High Level Investing For Dummies
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Most speculators understand that you can buy calls for bullish speculating and that you can do covered call writing for income. But on some occasions, calls can be a form of hedging. When would you use call options for protection?

If you're doing short selling because you think that a particular stock or asset is a good bearish candidate, consider buying a call option against your short position as a form of insurance.

For example, if you're shorting 200 shares of MMC Corporation at $50 per share, then consider buying two calls on MMC at $50 or $51 if possible. Why two calls? An option contract covers 100 shares, so two contracts would give you more coverage.

Going short is a form of speculating. The danger is that the stock you're shorting will reverse and rally upward, meaning that you'll incur losses. Because a call option gains value when the underlying stock is increasing, it works as a good hedge or form of insurance against unlimited losses.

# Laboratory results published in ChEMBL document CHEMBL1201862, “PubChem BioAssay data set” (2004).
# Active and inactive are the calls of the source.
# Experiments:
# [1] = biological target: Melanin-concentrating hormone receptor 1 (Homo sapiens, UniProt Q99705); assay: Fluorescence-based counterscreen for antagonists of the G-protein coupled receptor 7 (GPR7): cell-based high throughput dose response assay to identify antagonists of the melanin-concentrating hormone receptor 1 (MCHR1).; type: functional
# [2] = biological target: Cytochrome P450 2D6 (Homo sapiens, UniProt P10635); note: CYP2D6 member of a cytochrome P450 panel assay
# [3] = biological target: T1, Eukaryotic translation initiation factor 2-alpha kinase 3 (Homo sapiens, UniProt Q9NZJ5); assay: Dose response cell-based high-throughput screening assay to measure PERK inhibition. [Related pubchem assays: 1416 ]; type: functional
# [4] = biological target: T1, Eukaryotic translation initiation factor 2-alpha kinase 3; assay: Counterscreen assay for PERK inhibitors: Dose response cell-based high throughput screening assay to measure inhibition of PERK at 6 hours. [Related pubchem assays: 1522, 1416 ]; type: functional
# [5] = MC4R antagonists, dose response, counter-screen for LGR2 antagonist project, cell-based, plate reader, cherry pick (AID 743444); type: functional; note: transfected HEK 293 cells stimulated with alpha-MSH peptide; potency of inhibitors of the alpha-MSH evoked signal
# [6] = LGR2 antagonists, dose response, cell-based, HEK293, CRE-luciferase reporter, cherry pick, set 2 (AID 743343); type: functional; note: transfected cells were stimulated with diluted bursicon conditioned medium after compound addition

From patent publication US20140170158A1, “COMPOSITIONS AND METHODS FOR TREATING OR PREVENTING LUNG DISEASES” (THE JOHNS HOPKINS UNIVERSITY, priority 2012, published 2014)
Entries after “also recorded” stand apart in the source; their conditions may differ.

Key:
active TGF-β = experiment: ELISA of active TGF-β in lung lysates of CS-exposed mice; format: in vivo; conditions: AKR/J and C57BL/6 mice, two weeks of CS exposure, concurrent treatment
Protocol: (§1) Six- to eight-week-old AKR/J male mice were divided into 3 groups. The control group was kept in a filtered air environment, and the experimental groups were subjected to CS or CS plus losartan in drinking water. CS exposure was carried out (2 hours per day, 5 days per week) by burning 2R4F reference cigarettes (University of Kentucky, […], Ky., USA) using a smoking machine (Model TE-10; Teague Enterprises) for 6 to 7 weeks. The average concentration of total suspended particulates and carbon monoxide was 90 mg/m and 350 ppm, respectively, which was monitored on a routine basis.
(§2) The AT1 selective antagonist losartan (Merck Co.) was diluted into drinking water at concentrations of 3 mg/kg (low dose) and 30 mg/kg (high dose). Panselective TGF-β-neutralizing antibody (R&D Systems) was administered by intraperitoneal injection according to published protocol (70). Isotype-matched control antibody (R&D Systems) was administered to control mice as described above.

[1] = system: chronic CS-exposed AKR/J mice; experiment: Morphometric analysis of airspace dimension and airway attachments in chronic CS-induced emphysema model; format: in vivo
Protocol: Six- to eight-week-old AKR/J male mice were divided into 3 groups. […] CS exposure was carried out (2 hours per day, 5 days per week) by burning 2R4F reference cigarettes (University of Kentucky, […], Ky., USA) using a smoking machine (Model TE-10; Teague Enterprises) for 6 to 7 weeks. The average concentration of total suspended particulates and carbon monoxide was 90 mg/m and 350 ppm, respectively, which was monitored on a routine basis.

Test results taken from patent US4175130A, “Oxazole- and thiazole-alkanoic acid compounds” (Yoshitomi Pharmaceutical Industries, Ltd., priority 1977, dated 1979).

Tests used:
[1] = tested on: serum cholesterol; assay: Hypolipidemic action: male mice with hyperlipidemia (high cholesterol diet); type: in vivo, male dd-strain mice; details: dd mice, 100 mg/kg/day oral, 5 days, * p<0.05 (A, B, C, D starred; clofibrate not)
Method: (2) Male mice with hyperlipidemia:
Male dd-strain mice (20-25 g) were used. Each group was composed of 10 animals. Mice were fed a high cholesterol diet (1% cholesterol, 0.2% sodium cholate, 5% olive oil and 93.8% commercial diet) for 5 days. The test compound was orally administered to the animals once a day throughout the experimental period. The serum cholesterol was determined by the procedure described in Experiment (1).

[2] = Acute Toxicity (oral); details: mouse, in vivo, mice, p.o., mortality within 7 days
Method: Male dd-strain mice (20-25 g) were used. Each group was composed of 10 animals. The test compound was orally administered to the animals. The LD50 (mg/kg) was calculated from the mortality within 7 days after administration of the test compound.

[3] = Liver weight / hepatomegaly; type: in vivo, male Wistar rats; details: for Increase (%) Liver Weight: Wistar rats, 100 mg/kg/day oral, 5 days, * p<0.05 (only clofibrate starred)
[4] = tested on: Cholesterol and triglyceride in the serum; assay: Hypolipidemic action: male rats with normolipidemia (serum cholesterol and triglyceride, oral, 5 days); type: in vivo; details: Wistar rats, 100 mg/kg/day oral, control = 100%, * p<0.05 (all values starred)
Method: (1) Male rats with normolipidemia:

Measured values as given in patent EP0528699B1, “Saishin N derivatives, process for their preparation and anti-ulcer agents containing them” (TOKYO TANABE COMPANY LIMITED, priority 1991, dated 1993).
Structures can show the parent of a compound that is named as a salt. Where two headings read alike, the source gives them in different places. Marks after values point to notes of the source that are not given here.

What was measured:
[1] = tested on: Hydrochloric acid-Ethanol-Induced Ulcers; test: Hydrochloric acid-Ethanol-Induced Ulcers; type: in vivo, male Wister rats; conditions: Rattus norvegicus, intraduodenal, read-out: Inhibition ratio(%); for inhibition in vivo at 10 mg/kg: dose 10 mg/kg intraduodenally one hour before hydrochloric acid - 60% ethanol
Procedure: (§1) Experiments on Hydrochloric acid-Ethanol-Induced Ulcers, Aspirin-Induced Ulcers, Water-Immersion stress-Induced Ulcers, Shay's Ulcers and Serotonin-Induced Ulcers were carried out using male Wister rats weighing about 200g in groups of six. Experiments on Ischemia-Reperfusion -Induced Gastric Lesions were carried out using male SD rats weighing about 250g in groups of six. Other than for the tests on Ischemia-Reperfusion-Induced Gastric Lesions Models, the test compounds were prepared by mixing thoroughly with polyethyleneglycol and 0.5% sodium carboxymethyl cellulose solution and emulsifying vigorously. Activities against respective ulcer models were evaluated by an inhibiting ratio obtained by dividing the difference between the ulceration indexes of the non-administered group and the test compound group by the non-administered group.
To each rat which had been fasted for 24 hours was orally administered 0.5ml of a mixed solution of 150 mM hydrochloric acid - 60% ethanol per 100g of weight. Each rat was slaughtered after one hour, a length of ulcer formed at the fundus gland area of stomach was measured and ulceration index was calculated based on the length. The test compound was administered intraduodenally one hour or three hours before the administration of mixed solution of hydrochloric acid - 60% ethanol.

Because shorting a stock is typically a short-term pursuit, you don't need to buy long-term (also called long-dated) call options. If you see yourself shorting a stock for two or three months, then consider getting an option for four months, giving you some cushion on the time. Buying the short-term call option can be an inexpensive way to limit your potential loss.

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Paul Mladjenovic, CFP, has written four editions of Stock Investing For Dummies and has taught would-be investors about stock investing since 1983. As a certified financial planner, he personally coaches his clients on stock investing strategies.

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